Follow the trail of fortune-hunters through the mountains of South Africa and end with animal encounters on one of the country’s original safaris
WORDS: AMANDA CANNING
PHOTOGRAPHS: JONATHAN GREGSON
BEFORE THE GOLD RUSH
In the gathering wind, the bride is struggling to retain her modesty. As guests gather round her and her new husband for a photo, her full skirts billow up and it takes four people to battle them back down. The desired shot is not to be: a fat slug of low cloud squats over the mountain they’d chosen as their backdrop, and there is no hint of the famed canyon that lies beneath it. The wedding party gives up, piles into a convoy of minivans, and drives away.
Patience, though, has long been a virtue up on the Drakensburg Escarpment. With alarmingly long-toothed baboons prowling the plateau around me, I perch on a boulder and wait, joined occasionally by entrails of mist that slink in and away like mildly curious ghosts. After an hour, the grand unveiling takes place. The clouds part, and the bulbous rock pinnacles of the Three Rondavels are revealed, sheering up from the canyon floor 400 metres below, the dark green coil of the Blyde River winding its way between them. For a brief moment, and one that surely deserves an operatic burst from a choir of angels, the Mpulamunga plains far to the east are illuminated by golden beams of sunlight. Then the weather sets in, and their fields of orange, mango and avocado trees are lost to sight once more.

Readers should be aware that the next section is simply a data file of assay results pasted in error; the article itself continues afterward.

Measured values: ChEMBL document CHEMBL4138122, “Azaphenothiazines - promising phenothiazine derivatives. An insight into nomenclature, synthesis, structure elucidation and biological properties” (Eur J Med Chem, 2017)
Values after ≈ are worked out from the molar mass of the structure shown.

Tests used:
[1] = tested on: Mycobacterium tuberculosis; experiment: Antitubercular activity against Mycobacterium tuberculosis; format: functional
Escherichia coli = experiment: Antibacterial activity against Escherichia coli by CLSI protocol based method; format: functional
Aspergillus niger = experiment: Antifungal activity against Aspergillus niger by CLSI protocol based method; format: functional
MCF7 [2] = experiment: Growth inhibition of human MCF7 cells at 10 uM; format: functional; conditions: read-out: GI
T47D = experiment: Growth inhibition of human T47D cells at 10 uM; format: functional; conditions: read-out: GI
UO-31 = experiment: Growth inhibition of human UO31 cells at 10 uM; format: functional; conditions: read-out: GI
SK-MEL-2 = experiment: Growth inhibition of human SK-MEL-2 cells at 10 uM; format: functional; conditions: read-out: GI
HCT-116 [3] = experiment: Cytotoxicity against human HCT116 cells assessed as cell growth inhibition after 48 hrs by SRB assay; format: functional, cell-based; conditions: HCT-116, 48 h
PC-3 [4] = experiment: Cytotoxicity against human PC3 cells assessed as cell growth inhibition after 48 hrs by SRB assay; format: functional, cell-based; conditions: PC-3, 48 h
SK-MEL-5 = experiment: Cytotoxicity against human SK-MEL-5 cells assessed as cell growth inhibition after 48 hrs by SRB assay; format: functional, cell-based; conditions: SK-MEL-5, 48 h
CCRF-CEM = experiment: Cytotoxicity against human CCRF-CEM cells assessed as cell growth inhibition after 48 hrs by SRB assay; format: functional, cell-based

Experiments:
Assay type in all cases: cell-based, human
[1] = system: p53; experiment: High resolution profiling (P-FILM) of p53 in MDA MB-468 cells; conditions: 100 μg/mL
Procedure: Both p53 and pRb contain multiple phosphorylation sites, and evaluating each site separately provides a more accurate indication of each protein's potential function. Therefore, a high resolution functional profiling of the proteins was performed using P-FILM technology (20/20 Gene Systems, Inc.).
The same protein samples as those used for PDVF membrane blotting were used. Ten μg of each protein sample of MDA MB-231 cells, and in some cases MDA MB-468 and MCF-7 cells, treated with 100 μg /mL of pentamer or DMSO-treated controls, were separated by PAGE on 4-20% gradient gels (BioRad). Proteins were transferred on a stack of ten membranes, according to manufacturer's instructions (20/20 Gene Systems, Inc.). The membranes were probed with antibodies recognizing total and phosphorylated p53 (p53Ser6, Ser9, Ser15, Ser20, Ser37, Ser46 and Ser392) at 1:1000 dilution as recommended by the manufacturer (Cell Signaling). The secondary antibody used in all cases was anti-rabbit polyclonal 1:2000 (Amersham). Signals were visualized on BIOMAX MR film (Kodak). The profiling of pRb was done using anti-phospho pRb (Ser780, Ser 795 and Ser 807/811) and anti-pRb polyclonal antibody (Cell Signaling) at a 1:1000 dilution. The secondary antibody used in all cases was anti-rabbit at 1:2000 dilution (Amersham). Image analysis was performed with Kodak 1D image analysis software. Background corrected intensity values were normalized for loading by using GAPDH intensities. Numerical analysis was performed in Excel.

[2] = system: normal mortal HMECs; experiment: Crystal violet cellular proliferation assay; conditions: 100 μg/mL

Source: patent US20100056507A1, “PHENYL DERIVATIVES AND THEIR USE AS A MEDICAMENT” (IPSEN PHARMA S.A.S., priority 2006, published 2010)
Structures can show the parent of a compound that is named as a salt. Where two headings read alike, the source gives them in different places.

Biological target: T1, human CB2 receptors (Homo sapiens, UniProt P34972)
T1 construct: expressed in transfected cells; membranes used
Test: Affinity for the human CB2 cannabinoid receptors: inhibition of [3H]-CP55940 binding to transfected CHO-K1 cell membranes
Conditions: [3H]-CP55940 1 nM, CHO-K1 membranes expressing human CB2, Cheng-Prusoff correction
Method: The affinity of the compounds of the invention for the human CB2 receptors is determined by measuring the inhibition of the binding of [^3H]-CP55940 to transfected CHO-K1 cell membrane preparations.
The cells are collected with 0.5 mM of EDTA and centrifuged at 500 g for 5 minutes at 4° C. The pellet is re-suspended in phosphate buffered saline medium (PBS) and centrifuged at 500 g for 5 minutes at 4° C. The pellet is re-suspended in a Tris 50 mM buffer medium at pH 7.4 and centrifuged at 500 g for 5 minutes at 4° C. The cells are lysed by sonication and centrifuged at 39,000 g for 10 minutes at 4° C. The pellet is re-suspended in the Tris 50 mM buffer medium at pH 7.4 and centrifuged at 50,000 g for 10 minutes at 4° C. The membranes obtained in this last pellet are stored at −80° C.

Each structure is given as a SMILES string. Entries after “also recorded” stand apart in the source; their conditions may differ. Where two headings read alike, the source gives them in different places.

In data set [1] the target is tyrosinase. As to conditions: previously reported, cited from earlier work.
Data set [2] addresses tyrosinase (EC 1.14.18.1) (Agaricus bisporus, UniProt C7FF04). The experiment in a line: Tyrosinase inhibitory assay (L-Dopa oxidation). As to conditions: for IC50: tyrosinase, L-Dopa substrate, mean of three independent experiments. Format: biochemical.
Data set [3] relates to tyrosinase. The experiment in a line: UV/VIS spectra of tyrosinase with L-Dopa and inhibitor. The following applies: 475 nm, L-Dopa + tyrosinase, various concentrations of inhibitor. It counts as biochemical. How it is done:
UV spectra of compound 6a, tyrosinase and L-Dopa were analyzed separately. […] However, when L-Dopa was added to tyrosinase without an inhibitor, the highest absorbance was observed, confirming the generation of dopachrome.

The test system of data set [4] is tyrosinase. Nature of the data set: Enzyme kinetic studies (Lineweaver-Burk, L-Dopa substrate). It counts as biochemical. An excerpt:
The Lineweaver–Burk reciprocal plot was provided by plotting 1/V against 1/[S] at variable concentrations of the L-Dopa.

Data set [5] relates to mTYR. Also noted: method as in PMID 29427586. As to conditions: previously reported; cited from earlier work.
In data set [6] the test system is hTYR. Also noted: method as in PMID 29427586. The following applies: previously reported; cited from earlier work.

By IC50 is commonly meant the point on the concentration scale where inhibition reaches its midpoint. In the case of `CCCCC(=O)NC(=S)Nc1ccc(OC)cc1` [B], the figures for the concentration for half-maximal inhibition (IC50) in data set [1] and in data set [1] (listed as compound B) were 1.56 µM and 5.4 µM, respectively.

The Three Rondavels mark the starting point of a canyon 26km long, traced by a road named the Panorama Route that links the many sights along it – waterfalls so high that rainbows form at their base; a lone spike of quartzite rock that spears the sky like an absurd skyscraper; deep, thickly-forested chasms roamed by klipspringer antelopes and leopards, and that go by the grandstanding names of Wonder View and God’s Window. And yet the phenomenon of coming for the simple enjoyment of the view is a relatively recent one; up until the latter half of the 20th century, rewards of a more material persuasion were what drew people here.
Thomas Bourke, whose family had come to South Africa from Ireland, is one man whose patience never paid off. Suspecting that gold lay in the rocks surrounding the Blyde River, he set about digging by the banks halfway along the canyon. He never struck lucky. All that remains of his endeavours are loose piles of rubble, and a sign warning people not to venture further into the unstable scree. He did eventually get recompense of sorts: the site took his name. A series of cascades tumbles over the smooth, orange sandstone of Bourke’s Luck Potholes, whirling through bowls and tunnels worn in the rock over the centuries. Blue starlings nest in crevasses in the low cliffs, and anorak-clad visitors now toss coins into the deepest pools for good luck – perhaps unwisely given the fortunes of the site’s namesake.
Bourke’s fellow fortune-hunters had better success at a spot at the end of the Panorama Route. Gold was discovered in the area in the 1850s, prompting an influx of prospectors from around the world. Mac Mac Falls – a single plume of water dropping 70 metres into a shaded crater – is named after the perception that every second man arriving to stake his claim was a Scot. Today, market traders are the only ones doing business, their stalls selling clay pots, wooden hippos and hide drums. A mile downstream, activity is subdued further still. The waters form a series of natural bathing pools, in which families and groups of teenagers lounge before emptying bags of sausages onto public BBQs. It’s hard to imagine that the gentle grassy slopes surrounding the falls were once home to 1,500 people who’d swept in hoping to make it rich.